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King of the Road

The 2012 Bentley Continental GT coupe, that most royal of rides, gets a taste of Americana.


ROBERT MOSES, the controversial master builder of modern New York City, devised a system of parkways leading out of Manhattan in the 1920s as part of his grand vision for a new city. Secretly, Moses wanted these bucolic, evocatively named strips of asphalt (the Hutchinson River, the Taconic, the Sprain Brook) to be a way for the well-to-do to colonize NYC’s suburbs in shiny new automobiles.

Just after breakfast one sunny Saturday morning, behind the wheel of a 2012 Bentley Continental GT coupe, I’m thinking about Moses and the glamorous cars that first ghosted these roads — the sleek Hudsons, the extravagant Duesenbergs, the durable Ford Model A’s — with their leather benches, wood dashes and sweeping chrome brightwork. These were built with the idea that everyone who drives them is part of a new American royalty. The Continental is similarly conceived: a broad-shouldered and elegant beast with a driver’s seat so well articulated I could be sitting on a very comfortable version of my own lap. It’s a perfectly designed palace on wheels.

The Saw Mill Parkway spools silently past in a green blur. I slow down atthe Tappan Zee Bridge (where, on our way back, I would pose as the toll-taker snaps our picture), but, once over, step on the gas. The giantW-12 engine—capable of going from zero to 60 in just over 4 seconds—roars to life. The tires, which are as wide as a lion’s head, tear at the asphalt.

We pass into the town of West Point, home to the United States Military Academy. The W-12—a steel-and-aluminum fusion of two six-cylinder engines—purrs as I near Trophy Point Amphitheater in time to hear the West Point Marching Band practicing. A trumpeter in the uniform of a Rising Firstie (aka a college senior) snaps off a quick salute, and I navigate the GT back to winding Route 9W.

The Bentley is faster than it needs to be. Pros on a racetrack have hit 198 mph in the same model I’m driving. I feel no need to test the data, and instead opt for some quiet art, pulling into the parking lot of Storm King Art Center, a 500-acre park filled with more than 100 outdoor works by Donald Judd, Alexander Calder, Maya Lin and other luminaries of the American art scene. Though the Bentley has English DNA, it seems to fit right in.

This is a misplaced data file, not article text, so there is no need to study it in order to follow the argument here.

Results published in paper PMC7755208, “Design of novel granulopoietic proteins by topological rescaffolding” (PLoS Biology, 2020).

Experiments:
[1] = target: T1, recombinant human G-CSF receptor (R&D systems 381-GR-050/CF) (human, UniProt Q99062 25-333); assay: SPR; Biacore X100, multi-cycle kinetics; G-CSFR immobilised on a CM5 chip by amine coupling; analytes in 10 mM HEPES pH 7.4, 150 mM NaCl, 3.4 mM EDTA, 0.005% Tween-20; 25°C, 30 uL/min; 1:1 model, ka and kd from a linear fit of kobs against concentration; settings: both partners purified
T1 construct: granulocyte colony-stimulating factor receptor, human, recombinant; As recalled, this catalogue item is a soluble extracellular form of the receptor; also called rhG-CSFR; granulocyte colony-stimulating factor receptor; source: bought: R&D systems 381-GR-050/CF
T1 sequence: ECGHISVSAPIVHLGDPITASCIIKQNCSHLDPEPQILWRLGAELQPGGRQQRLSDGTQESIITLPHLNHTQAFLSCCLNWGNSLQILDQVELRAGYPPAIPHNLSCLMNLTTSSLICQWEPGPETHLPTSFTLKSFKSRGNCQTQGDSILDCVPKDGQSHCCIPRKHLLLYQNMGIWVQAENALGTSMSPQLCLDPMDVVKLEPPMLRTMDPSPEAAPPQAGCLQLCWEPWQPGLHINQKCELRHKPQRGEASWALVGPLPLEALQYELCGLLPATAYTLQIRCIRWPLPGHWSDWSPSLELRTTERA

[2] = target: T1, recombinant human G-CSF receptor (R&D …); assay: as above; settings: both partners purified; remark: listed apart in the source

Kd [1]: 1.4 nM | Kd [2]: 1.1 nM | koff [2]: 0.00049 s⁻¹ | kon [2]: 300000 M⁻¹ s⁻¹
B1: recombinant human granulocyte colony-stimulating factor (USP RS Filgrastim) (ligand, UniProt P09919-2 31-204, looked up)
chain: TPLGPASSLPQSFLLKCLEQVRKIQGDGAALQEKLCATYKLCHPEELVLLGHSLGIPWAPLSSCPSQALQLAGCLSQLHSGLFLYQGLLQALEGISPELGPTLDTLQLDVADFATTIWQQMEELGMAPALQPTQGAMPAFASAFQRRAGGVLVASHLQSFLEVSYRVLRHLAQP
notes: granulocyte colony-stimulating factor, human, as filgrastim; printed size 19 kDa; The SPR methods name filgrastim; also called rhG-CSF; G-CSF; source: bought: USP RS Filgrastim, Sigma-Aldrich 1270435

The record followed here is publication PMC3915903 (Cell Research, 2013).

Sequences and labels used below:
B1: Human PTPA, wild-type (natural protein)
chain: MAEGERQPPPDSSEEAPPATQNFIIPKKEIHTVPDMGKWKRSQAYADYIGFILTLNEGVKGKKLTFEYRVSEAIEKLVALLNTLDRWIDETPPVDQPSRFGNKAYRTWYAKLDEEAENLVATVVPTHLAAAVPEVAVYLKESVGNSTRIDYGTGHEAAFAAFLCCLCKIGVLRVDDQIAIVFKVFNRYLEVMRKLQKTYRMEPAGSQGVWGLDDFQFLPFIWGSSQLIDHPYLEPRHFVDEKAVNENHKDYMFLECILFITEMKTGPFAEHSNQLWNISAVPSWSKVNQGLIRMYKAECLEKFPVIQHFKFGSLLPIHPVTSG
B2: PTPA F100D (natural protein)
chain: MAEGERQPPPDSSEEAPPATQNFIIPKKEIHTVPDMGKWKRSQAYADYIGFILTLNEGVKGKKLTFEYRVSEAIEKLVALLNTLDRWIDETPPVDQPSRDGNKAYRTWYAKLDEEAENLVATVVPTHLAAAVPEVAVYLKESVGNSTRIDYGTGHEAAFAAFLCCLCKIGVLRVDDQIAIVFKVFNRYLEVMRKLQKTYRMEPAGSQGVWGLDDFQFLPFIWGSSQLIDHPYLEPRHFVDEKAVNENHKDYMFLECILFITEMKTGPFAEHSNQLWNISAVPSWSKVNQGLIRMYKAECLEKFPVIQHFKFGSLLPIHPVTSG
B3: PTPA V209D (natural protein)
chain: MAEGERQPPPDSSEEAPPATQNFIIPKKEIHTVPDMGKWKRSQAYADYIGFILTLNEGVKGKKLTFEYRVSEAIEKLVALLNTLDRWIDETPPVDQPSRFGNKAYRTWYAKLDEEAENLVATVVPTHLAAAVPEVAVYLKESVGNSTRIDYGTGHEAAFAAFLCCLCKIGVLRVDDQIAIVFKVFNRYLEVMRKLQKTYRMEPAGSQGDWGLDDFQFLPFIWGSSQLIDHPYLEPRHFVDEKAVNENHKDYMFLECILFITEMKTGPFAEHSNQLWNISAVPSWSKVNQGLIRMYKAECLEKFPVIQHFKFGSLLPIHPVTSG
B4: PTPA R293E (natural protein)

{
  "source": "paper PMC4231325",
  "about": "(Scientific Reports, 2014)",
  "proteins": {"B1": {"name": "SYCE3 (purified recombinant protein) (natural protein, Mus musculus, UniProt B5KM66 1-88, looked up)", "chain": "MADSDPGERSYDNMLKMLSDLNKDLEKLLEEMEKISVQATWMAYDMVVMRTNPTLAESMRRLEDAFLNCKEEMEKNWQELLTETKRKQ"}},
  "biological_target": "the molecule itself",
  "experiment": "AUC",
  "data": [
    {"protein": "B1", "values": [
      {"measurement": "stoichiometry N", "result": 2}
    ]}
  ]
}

After a quick, middle-class meal of tuna on toasted rye at quaint Jack & Luna’s Cafe, on Main Street in Stone Ridge, I head past the Ashokan Reservoir, which supplies New York City with its drinking water via massive underground aqueducts. The reservoir was completed just a few years before Moses broke ground on the parkways.

As the road carries the Bentley up into the Catskill Mountains, I roll down the window and let in a breeze that carries fresh pine and budding maple. The W-12 is silent, and the handling remarkably adept in the corners, considering the Continental’s portliness. Eventually, I pull into Woodstock, the famed New Age hippie burg, which is more accustomed to salvaged pickup trucks and Priuses. Suddenly, the price tag — which flirts dangerously with $200,000 — seems a little conspicuous, but it doesn’t bother me. After all, everyone aspires to royalty, don’t they?

Editor in Chief MIKE GUY was raised in Subarus by humble New England peasants.

The bells and whistles

Starting Price: $182,800

Engine: A twin-turbo, six-liter W-12 engine grinds out 567 horsepower and a skin-tightening 516 pound-feet of torque.

Performance: The Bentley isn’t as agile as the race-ready Audi R8 (nor is it as outrageously appointed as the $1.2 million Bugatti Veyron), but it travels faster than any sane driver should go and can turn on a dime without spilling a drop of your Earl Grey.

Perks: Peerless 11-speaker Naim audio system, buttery leather throughout and rich wood veneer in the passenger cabin feel like first class on the QE2. And rarely does a car run this fast this quietly: Even over the roughest stretches of the Saw Mill, I could hear my heart beating.

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